Denis Peirce: It is bass time! |

Denis Peirce: It is bass time!

Tom Page with his 25.75 inch spotted bass caught last Sunday at Bullards Bar Reservoir.
Photo submitted by Tom Page

Bass Spawning Temperatures:

Spotted Bass 54 to 56 degrees at depths down to 18 feet.

Smallmouth Bass 56 to 60 degrees

Largemouth Bass 58 to 62 degrees

The calendar says spring but the skies continue to look like winter. In between these two opposing forces is the water temperature. Depending on which lake you are talking about, you can find temps from 48 degrees to 60.

The most notable catch in the past week came on Sunday when Tom Page, Reel Angler’s Fly Shop, landed a 25.75 inch spotted bass at Bullards Bar. I wrote a column last January on Tom and his bass fly, the “Stand Out Minnow.” Tom has been on the water at Bullards Bar throughout this winter fishing his fly in various colors, on good days and bad. I keep getting reports from him relating good numbers of fish responding to his fly but the really big one has been eluding him until now. He did not have a scale to weigh the fish before it was released back into the lake, so the 25.75 inches will remain the mark for Tom to best into the future.

Tom started at 7:30 a.m. The water temps were 47 to 49 degrees with visibility of four to five feet. Tom had been setting his fly about 10 feet below his float trying to present it close to the steeply dropping shore. He had been picking up some bass of modest size. He then changed up his rig to fish a depth of 15 feet. On this day that was where he connected with his personal best bass from Bullards Bar. The fly that worked was chartreuse over white.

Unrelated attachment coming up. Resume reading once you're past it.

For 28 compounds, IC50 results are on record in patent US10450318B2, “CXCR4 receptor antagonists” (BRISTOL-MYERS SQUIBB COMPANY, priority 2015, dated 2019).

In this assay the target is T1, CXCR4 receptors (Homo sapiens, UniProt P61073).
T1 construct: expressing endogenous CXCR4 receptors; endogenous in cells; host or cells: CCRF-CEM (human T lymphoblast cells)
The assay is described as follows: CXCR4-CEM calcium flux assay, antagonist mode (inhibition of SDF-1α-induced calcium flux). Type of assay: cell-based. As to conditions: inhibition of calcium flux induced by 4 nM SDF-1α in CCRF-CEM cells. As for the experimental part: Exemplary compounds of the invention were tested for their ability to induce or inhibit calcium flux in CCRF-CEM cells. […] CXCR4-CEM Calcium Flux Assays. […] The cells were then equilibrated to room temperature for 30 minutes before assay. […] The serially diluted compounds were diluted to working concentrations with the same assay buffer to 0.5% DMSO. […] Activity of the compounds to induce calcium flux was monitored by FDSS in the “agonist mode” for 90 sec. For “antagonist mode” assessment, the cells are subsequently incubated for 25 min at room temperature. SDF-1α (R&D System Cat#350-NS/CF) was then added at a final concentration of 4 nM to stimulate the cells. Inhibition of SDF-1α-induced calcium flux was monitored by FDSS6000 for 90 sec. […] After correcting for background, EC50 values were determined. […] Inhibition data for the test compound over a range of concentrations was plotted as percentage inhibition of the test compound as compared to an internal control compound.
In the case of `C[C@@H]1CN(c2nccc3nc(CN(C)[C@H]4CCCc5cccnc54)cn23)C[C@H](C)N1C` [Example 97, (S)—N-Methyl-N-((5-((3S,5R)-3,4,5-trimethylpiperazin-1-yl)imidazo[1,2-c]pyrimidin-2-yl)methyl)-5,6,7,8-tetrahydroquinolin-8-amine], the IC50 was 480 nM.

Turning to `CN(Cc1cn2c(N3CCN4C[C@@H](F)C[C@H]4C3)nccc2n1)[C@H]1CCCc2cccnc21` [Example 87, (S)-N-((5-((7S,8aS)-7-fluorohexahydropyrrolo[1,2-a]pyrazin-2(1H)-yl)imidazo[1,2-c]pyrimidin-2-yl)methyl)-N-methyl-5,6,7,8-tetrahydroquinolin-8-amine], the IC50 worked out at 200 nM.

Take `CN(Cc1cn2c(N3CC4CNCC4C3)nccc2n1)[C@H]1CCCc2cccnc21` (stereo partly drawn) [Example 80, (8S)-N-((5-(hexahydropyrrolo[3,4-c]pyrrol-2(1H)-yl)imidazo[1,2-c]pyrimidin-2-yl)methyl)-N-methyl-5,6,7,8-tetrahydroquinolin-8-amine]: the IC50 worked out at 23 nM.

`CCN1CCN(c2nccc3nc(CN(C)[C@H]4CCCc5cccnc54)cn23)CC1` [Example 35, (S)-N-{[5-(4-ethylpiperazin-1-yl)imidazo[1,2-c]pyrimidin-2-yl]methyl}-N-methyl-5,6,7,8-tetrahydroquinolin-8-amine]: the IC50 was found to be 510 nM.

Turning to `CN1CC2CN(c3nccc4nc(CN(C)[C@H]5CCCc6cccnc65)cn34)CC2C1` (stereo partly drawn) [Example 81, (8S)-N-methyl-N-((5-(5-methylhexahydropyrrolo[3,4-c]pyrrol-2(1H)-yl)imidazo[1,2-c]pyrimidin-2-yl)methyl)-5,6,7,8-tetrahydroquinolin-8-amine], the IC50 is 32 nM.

Conditions have changed a bit at Bullards this week. The lake filled and water started spilling over the dam. Flows on the lower Yuba went up to 11,000 cubic feet per second mid week. With the warmer surface water going over the top of the dam, warming should be delayed further into the spring.

At Collins Lake, another guide from Tom’s shop, Ryan Williams, fished for bass on Sunday with two clients. The water was dirty but the bass bite was on. Again they were fishing the “float & fly” technique and caught almost 50 bass over the course of the eight hour day.

Scotts Flat reservoir has been producing fish also. One of Tom’s customers fished it in the last week, reporting seven smallmouth bass caught on the Cascade Shores side of the lake. Included in the mix was a 20 inch rainbow trout. The water is a bit colder up the hill at Scotts. The most recent temp was in the high 40s. The bass bite was most consistent at the 10 foot depth with pond smelt imitating flies.

My son Colin and I went out Tuesday evening to Tom and Andi Moreno’s pond in Penn Valley. It was overcast and chilly. Water temp was 57 degrees with a couple of feet of visibility. The ground around the pond was wet. If you are going to shore fish your feet will end up wet and muddy. Tom walks his dog around the pond daily and mentioned fish being spooked out to deeper water. This began about a week ago.